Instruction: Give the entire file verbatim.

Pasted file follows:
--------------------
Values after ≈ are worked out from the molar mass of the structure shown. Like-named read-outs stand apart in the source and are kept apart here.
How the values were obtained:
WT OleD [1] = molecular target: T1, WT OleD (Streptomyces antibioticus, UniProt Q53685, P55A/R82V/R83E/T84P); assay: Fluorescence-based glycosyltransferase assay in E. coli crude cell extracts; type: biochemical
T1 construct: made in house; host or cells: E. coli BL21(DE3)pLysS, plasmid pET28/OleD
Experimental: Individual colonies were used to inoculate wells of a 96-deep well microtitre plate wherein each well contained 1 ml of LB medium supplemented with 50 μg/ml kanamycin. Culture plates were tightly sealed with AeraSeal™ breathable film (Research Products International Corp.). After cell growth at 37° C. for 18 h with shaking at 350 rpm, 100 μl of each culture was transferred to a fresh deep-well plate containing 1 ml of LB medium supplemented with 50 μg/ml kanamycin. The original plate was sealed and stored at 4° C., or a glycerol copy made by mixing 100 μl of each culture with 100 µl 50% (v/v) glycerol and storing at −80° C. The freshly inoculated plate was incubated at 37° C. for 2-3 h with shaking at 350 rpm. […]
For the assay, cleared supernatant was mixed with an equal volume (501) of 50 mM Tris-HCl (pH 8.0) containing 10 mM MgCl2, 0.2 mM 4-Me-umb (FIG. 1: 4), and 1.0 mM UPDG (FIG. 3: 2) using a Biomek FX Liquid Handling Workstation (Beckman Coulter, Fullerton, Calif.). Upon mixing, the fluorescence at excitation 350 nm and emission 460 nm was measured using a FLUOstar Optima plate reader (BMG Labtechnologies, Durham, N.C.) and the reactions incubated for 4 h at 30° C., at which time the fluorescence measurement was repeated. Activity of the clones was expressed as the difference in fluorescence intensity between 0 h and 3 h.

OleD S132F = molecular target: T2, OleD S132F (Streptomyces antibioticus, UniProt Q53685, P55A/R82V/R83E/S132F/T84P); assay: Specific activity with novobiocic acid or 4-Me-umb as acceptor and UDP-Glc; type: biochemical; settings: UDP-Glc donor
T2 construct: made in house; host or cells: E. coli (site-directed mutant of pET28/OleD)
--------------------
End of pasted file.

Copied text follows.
Values after ≈ are worked out from the molar mass of the structure shown. Like-named read-outs stand apart in the source and are kept apart here.
How the values were obtained:
WT OleD [1] = molecular target: T1, WT OleD (Streptomyces antibioticus, UniProt Q53685, P55A/R82V/R83E/T84P); assay: Fluorescence-based glycosyltransferase assay in E. coli crude cell extracts; type: biochemical
T1 construct: made in house; host or cells: E. coli BL21(DE3)pLysS, plasmid pET28/OleD
Experimental: Individual colonies were used to inoculate wells of a 96-deep well microtitre plate wherein each well contained 1 ml of LB medium supplemented with 50 μg/ml kanamycin. Culture plates were tightly sealed with AeraSeal™ breathable film (Research Products International Corp.). After cell growth at 37° C. for 18 h with shaking at 350 rpm, 100 μl of each culture was transferred to a fresh deep-well plate containing 1 ml of LB medium supplemented with 50 μg/ml kanamycin. The original plate was sealed and stored at 4° C., or a glycerol copy made by mixing 100 μl of each culture with 100 µl 50% (v/v) glycerol and storing at −80° C. The freshly inoculated plate was incubated at 37° C. for 2-3 h with shaking at 350 rpm. […]
For the assay, cleared supernatant was mixed with an equal volume (501) of 50 mM Tris-HCl (pH 8.0) containing 10 mM MgCl2, 0.2 mM 4-Me-umb (FIG. 1: 4), and 1.0 mM UPDG (FIG. 3: 2) using a Biomek FX Liquid Handling Workstation (Beckman Coulter, Fullerton, Calif.). Upon mixing, the fluorescence at excitation 350 nm and emission 460 nm was measured using a FLUOstar Optima plate reader (BMG Labtechnologies, Durham, N.C.) and the reactions incubated for 4 h at 30° C., at which time the fluorescence measurement was repeated. Activity of the clones was expressed as the difference in fluorescence intensity between 0 h and 3 h.

OleD S132F = molecular target: T2, OleD S132F (Streptomyces antibioticus, UniProt Q53685, P55A/R82V/R83E/S132F/T84P); assay: Specific activity with novobiocic acid or 4-Me-umb as acceptor and UDP-Glc; type: biochemical; settings: UDP-Glc donor
T2 construct: made in house; host or cells: E. coli (site-directed mutant of pET28/OleD)